The reduction of iron(III) oxide minerals is an important component of iron cycling in the subsurface. For example, certain bacteria couple carbon oxidation and iron reduction to obtain energy from growth. Although iron oxides are poor conductors of electricity, electrons that are transfered to an iron oxide mineral are quite mobile, using thermal energy to hop from one iron atom to another. New research used time-resolved X-ray absorption spectroscopy to quantify the hopping rates for different iron(III) mineral phases and to confirm a theoretical picture of how the electron at one site alters the positions of the atoms around it. This work contributes to our understanding of how soil mineralogy evolves when geochemical or biochemical processes create reducing conditions.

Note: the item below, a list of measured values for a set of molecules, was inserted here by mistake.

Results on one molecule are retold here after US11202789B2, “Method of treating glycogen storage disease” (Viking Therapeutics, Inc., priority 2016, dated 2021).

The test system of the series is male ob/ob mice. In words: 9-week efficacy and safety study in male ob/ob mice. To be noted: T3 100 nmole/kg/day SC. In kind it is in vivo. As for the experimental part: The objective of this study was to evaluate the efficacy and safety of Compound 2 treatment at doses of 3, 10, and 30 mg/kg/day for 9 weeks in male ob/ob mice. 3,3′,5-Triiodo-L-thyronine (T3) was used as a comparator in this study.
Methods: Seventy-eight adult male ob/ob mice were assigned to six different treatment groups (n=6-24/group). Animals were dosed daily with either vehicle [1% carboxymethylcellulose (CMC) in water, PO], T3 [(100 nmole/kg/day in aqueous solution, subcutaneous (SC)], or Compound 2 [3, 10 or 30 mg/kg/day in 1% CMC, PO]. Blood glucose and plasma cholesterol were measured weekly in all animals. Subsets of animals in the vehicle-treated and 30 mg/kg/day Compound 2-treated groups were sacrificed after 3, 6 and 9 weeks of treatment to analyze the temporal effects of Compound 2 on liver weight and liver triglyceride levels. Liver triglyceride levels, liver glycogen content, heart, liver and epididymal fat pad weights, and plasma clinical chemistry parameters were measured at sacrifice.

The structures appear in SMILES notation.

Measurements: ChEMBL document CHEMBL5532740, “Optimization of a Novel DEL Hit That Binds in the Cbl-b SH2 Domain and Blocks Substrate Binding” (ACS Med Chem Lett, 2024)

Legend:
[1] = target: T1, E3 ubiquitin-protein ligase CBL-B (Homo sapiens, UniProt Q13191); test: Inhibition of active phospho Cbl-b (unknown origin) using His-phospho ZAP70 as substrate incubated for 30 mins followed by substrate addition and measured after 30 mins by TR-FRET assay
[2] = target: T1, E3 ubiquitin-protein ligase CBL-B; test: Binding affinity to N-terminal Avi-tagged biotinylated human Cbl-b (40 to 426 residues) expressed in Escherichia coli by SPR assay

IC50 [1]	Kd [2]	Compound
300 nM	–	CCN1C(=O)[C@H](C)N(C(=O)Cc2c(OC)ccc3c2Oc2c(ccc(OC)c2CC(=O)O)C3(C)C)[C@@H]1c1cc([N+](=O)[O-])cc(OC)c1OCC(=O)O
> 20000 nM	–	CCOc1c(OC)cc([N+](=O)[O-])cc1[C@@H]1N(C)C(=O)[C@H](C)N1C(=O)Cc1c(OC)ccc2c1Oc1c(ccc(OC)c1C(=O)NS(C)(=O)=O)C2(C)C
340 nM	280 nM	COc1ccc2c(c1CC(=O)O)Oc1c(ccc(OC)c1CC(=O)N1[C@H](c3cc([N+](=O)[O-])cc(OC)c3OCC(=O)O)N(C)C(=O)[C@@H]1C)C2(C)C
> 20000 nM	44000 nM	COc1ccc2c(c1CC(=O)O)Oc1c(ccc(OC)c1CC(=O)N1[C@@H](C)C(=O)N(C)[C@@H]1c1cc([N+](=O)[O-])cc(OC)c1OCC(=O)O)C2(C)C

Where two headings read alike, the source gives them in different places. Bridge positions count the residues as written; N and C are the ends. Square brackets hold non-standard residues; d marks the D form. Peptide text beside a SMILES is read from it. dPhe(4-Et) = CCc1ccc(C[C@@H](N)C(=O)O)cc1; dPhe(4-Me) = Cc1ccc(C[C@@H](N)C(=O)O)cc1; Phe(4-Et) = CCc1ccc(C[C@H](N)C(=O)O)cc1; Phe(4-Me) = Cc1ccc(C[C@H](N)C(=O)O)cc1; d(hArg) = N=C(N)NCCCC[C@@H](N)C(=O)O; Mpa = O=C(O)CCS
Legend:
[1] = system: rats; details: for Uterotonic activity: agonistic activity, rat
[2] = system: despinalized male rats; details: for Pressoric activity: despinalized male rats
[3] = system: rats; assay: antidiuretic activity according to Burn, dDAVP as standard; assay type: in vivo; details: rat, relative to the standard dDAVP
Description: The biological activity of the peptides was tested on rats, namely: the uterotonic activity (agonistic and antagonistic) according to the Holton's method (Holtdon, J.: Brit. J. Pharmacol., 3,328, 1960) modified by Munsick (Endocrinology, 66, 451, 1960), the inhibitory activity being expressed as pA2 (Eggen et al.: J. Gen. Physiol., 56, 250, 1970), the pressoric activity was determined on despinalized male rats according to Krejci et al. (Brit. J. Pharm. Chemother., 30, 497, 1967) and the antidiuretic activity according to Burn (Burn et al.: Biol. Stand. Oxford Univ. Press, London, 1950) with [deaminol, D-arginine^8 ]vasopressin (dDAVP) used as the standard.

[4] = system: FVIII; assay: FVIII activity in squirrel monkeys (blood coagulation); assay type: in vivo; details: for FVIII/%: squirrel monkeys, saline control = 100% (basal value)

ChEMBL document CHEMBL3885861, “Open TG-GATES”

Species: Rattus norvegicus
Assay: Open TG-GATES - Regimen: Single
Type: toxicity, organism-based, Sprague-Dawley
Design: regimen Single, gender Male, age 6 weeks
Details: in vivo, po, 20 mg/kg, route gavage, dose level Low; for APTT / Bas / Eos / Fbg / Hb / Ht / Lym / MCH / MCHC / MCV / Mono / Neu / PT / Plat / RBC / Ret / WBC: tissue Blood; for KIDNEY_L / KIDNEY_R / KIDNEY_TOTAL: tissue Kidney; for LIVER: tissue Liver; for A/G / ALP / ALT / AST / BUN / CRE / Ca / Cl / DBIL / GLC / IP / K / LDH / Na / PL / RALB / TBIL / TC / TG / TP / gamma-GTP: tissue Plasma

(Image courtesy Benjamin Gilbert, Lawrence Berkeley National Laboratory).